Barack Obama's historic victory informs school lesson plans

Teaching Obama
John Heegard (lower left) and his Advanced Placement U.S. History class look towards a screen showing electoral maps from presidential elections. The class at North High School has spent the week following the election.
MPR photo/Tom Weber


John Heegard's Advanced Placement History class usually goes over events that happened more than three days ago, but not this week.

Learning the map
Student Tess Montgomery looks at a screen showing electoral results from a previous presidential election. Montgomery and her AP History classmates at North High School have spent the week following the election.
MPR photo/Tom Weber

"I teach history. This is history in the making, so we spent Wednesday and Thursday talking about the election and what it meant," said Heegard, who at 50 also noticed he'll be older than the nation's president for the first time.

Heegard's first-period class at North High School was learning about Adams and Jefferson before taking a break this week to focus on the election. Probably a good choice, too. This class of mostly African-American students seemed too excited to talk about anything else.

Sophomore Aamina Muhammed, 16, skipped class Tuesday to go to the polls with her mom and stand on a street corner, waving Obama signs.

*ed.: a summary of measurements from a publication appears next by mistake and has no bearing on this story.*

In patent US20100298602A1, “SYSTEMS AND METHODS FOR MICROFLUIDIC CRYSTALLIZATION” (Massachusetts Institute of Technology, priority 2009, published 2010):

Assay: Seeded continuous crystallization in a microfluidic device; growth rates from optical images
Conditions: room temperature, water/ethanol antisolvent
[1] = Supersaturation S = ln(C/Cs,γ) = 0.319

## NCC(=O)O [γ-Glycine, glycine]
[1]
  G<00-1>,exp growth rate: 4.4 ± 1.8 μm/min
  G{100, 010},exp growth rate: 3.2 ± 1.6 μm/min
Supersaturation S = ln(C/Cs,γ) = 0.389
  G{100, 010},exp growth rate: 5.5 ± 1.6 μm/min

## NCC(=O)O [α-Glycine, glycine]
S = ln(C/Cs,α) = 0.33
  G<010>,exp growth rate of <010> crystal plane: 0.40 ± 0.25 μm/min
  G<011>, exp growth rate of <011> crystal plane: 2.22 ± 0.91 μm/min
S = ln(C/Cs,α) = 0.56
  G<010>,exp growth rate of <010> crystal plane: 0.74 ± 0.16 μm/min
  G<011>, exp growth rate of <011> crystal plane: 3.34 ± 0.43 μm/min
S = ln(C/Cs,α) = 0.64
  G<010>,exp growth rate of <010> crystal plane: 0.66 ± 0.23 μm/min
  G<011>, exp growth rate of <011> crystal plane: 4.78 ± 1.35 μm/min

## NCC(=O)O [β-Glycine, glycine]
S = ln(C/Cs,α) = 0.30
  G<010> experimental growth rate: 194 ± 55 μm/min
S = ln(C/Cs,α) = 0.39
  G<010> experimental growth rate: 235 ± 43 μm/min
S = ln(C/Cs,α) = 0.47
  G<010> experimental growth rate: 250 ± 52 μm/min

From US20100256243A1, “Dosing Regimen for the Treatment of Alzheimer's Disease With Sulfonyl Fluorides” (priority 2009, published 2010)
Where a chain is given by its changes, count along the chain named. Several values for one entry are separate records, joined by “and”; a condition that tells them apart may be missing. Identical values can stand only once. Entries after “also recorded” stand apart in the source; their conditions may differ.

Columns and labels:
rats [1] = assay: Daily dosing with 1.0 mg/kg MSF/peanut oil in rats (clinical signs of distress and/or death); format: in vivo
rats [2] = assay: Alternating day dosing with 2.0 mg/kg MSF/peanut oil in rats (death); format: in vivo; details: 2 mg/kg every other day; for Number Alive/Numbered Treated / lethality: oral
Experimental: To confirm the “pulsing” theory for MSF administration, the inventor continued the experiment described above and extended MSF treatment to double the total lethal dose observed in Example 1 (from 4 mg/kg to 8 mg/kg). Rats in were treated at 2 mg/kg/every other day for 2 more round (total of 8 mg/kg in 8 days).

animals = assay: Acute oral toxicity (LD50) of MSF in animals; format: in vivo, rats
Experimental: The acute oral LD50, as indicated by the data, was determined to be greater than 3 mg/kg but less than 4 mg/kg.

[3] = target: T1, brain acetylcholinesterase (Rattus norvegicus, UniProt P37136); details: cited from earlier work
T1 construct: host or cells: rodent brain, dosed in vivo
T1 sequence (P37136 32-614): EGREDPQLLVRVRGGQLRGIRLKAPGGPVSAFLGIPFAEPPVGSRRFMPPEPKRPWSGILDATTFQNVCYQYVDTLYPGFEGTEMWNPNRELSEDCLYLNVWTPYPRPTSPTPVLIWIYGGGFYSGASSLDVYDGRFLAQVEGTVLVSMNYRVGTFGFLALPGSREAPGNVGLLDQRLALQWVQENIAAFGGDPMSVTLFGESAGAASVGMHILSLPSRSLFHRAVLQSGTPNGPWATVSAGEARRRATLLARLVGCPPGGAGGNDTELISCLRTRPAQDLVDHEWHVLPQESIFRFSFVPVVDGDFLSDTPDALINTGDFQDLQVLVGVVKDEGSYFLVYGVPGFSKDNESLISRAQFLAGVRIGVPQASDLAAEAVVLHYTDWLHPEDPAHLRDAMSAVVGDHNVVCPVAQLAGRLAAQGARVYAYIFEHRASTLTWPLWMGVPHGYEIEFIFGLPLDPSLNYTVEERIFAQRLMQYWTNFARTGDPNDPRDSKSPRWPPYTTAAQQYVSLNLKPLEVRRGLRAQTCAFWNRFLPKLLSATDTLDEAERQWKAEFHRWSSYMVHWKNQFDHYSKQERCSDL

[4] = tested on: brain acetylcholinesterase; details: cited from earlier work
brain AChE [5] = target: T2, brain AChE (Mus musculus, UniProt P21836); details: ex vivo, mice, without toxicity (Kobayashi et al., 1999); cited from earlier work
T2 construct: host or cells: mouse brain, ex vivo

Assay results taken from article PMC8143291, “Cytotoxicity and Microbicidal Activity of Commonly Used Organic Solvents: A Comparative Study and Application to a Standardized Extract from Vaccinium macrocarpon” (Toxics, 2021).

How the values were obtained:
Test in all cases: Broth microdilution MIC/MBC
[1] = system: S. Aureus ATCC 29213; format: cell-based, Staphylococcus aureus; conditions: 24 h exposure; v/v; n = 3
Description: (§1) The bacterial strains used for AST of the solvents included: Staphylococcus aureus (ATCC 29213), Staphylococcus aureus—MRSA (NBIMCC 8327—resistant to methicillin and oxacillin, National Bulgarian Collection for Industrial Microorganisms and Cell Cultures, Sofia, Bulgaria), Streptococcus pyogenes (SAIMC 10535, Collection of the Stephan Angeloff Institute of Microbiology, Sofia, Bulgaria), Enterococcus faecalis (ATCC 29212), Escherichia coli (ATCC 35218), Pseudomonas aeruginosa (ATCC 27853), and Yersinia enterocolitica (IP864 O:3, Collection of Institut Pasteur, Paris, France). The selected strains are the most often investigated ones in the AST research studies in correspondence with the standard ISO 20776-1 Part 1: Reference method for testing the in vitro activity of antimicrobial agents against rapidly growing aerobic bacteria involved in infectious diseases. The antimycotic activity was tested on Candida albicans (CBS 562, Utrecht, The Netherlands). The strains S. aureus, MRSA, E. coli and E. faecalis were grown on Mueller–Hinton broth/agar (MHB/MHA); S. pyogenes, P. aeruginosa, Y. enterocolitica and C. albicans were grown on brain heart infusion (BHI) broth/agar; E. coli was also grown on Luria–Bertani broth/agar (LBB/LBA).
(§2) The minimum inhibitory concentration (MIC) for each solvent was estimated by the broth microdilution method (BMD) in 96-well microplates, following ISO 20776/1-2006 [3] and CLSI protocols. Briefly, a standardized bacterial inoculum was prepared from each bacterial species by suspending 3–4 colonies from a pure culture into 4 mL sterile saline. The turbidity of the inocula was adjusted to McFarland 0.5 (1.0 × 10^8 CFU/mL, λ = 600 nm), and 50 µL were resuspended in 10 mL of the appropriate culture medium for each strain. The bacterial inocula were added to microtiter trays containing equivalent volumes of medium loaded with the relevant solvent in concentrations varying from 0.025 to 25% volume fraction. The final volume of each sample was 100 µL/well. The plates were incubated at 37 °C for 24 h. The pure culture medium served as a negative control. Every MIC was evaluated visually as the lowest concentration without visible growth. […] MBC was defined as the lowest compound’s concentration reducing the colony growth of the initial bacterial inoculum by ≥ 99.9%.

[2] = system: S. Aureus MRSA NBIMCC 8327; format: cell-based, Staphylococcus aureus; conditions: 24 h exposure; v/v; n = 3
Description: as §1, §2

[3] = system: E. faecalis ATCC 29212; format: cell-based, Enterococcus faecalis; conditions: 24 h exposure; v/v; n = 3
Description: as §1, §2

Barack Obama gives his victory speech in Chicago
Democratic presidential candidate Barack Obama addresses supporters during his election night victory rally at Grant Park on November 4, 2008 in Chicago, Illinois.

"We saw gang bangers coming out to vote for this man," she said. I didn't know how to feel when I heard he won - I was just like 'AAAH!' My grandpa recently just passed away and he couldn't vote until he was 32."

Muhammed isn't even old enough to vote, and neither are any of her classmates. But they all sensed this is an important moment for their generation.

"I think we're more excited than adults, because this is our future," added Muhammed, her classmates agreeing. "It's all of our future, but I feel becuase we're much younger it's going to change us more."

Thursday's class featured a Web site projected onto a screen that showed electoral maps from this and previous elections.

Heegard, looking over a map of the 1948 election, hopes to take the natural excitement these kids have had for Obama and tie it in with other points in history.

Remember how negative this year's campaign was? That's nothing compared to the mudslinging Adams and Jefferson did - rumors of Jefferson's affair with a slave were printed in newspapers.

The class also looked at how red and blue states have shifted over the years. New England used to be a lock for Republicans, for example. Think Obama's win was big? Heegard showed them the map of 1936 election, when Franklin D. Roosevelt won more than 500 electoral votes that year -- all but two states -- against Republican Al Landon. But even if the students' excitement doesn't translate to better scores on that Adams vs. Jefferson test, 16-year old Ashya Burgess doesn't care. Too much has happened this week that you can't get from a book.